The memo spells out misdemeanors which should be declined or dismissed before arraignment, with a number of exceptions at the discretion of the prosecutor. Among them: Trespassing, disturbing the peace, driving with no license or a suspended license, making criminal threats, drug possession, drinking in public, loitering to commit prostitution and resisting arrest, among others.”

If that weren’t surprising enough, Gwynne Hogan, of WNYC, recently wrote a column for the gothanist.com entitled “What Will Manhattan’s Next District Attorney Refuse to Prosecute?” Here are some of the better parts:

“Midway through a candidate forum Thursday night hosted by Amplify Her, contenders were asked, “As District Attorney, are there offenses you will decline to prosecute?”

It’s hard to imagine this question being thrown at candidates for one of the top prosecutor’s seats in the nation just a few years ago. But with progressive prosecutors running for office (and winning) in cities across the country, the crowded race for Manhattan DA is increasingly defined by what the candidates say they won’t prosecute, rather than what they will.

A spokesperson for Vance’s office said they’re prosecuting 58% fewer cases than a decade ago because they regularly decline most prosecutions of marijuana smoking and possession, subway fare evasion, unlicensed vending, nonpayment of fines and loitering for prostitution.

Progressive prosecutors have run and won in cities across the country in recent years. In 2018, Rachel Rollins was elected as District Attorney for Boston and the surrounding county on a campaign of declining to prosecute certain low-level cases, and faced fierce political backlash from police groups and unions, though ultimately their legal challenges of her policies proved unsuccessful.

Five of eight candidates for the Manhattan post say they would explicitly decline to prosecute all cases related to prostitution charges (Lucy Lang, Elizabeth Crotty and Tali Farhadian Weinstein would not commit to this, according to Color of Change’s candidate questionnaire.).

Tahanie Aboushi, a civil rights attorney, has a list of more than two dozen charges that will be dismissed if they’re the top charge on an arrest record. Assemblymember Dan Quart lists 18 crimes he won’t prosecute which includes trespassing, disorderly conduct, possession of alcohol by a minor.

Alvin Bragg, who previously worked in the New York State Attorney General’s office, lists trespassing, larceny under $250, minor driving offenses, disorderly conduct, drug possession and prostitution. Former prosecutor, Diana Florence’s list is shorter and mentions social distancing violations, sex work-related crimes, loitering, and theft of services.”


So, if the authorities decriminalize a law and choose not to prosecute or otherwise enforce it, is it still a law? That is a great question, as is the following: what good is the ‘rule of law’ when the authorities either don’t enforce it or selectively do so? I would submit it is worthless.

Unfortunately, this seems to be something of a growing trend throughout the country, district attorney’s offices deliberately failing to enforce duly enacted laws and even failing to respect individual property rights by refusing to prosecute shoplifting charges below a set monetary value and even trespassing. Get a load of this from Contra Costa, California: “Cases would not be filed against individuals who are first-time offenders or are facing a standalone charge. Becton said the policy would not apply if the person has been arrested on three previous occasions, the theft is more than $300 in value or the person is on probation. Aside from drug possession offenses, other misdemeanor crimes falling under the new considerations include shoplifting, petty theft, possession of burglary tools, disturbing the peace, disorderly conduct, and trespassing.”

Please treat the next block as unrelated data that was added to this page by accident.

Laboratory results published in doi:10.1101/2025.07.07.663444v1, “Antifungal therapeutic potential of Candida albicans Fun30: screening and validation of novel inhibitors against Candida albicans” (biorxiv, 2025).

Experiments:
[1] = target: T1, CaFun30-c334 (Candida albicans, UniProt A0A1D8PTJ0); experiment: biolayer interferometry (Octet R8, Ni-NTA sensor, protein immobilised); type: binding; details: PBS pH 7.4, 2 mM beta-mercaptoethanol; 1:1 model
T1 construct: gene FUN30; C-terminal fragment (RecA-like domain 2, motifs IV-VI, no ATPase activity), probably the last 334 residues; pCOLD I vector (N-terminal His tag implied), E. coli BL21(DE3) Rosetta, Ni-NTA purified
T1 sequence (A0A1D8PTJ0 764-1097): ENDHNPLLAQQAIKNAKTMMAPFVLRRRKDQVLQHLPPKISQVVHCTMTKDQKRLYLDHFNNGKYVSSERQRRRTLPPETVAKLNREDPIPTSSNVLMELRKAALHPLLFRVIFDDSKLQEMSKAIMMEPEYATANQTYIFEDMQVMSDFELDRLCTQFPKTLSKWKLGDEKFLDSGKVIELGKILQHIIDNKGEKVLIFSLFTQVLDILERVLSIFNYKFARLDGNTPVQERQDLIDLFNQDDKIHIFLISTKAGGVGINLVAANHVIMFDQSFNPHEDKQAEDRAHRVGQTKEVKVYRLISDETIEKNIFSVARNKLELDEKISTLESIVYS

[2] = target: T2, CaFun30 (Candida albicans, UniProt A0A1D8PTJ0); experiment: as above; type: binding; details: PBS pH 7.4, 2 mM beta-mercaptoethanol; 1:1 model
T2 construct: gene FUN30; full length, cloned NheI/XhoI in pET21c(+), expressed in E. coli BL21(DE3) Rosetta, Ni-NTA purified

So, the DA’s office in this city won’t prosecute trespassing, as well as theft/shoplifting less than $300 in value? So, why would anyone operate a store in this place? Knowing the authorities aren’t going to prosecute shoplifters? Heck, why would police officers risk injury by arresting shoplifters and/or muggers if they don’t believe the district attorney is going to lock the perpetrators up? Great questions. Perhaps to that end, 10 Walgreens have closed in San Francisco over the last two years, with crime being the cited reason. Even the left-leaning ‘San Francisco Chronicle’ reported at least one Walgreens location was losing an average of $1,000 a day in merchandise because of ‘nonviolent misdemeanor’ shoplifting.

So, no rule of law and weakened individual property rights in these areas? Gang, I gotta tell you, that isn’t good for future economic growth, particularly since it is happening in some of our most economically important cities. It WILL stifle investment and entrepreneurialism, and that is not the American Way.

Let me close today by saying a society is only as strong as its adherence to the rule of law, and that is only as good as the willingness to enforce it. Further, strong individual property rights are just that, and placing an arbitrary market value on them only serves to weaken society. Without these things firmly entrenched, an economy should carry no hope for meaningful future growth.

By comparison, debt is only a minor load.


Take care, have a great weekend, and be sure to tune into our podcast “Trading Perspectives.”

John Norris

Chief Economist


As always, nothing in this newsletter should be considered or otherwise construed as an offer to buy or sell investment services or securities of any type. Any individual action you might take from reading this newsletter is at your own risk. My opinion, as those of our investment committee, are subject to change without notice. Finally, the opinions expressed herein are not necessarily those of the reset of the associates and/or shareholders of Oakworth Capital Bank or the official position of the company itself.